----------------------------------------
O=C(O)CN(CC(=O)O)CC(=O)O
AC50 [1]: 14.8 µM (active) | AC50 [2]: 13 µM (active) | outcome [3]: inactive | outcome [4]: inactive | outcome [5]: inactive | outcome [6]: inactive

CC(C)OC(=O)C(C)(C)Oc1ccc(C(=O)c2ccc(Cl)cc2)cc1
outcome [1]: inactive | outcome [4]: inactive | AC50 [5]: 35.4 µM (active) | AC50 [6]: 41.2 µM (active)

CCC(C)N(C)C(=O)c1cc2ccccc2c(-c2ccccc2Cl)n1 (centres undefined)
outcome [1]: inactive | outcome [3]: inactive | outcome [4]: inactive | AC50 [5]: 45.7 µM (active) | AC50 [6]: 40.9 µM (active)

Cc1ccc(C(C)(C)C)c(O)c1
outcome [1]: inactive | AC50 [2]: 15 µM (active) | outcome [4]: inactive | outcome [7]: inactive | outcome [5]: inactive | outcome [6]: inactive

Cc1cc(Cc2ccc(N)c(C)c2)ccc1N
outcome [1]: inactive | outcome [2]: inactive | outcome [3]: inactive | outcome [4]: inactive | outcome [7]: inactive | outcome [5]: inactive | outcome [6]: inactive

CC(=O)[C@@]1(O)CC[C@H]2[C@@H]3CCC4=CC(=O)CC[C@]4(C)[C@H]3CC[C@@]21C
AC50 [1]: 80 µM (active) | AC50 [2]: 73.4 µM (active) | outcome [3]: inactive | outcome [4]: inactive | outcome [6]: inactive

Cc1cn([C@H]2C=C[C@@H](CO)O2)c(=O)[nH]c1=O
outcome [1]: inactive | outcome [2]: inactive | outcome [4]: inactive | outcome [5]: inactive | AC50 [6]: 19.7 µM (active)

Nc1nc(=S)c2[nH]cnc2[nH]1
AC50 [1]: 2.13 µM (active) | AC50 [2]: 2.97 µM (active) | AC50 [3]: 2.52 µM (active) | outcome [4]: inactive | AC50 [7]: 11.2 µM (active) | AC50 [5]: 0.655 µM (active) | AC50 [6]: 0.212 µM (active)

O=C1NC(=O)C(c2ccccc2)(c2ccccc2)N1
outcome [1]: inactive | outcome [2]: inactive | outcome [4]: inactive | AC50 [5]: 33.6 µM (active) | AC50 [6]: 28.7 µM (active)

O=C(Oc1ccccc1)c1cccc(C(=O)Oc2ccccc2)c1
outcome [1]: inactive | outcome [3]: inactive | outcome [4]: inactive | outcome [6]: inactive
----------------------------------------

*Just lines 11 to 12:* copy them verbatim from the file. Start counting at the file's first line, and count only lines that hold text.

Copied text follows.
CC(=O)[C@@]1(O)CC[C@H]2[C@@H]3CCC4=CC(=O)CC[C@]4(C)[C@H]3CC[C@@]21C
AC50 [1]: 80 µM (active) | AC50 [2]: 73.4 µM (active) | outcome [3]: inactive | outcome [4]: inactive | outcome [6]: inactive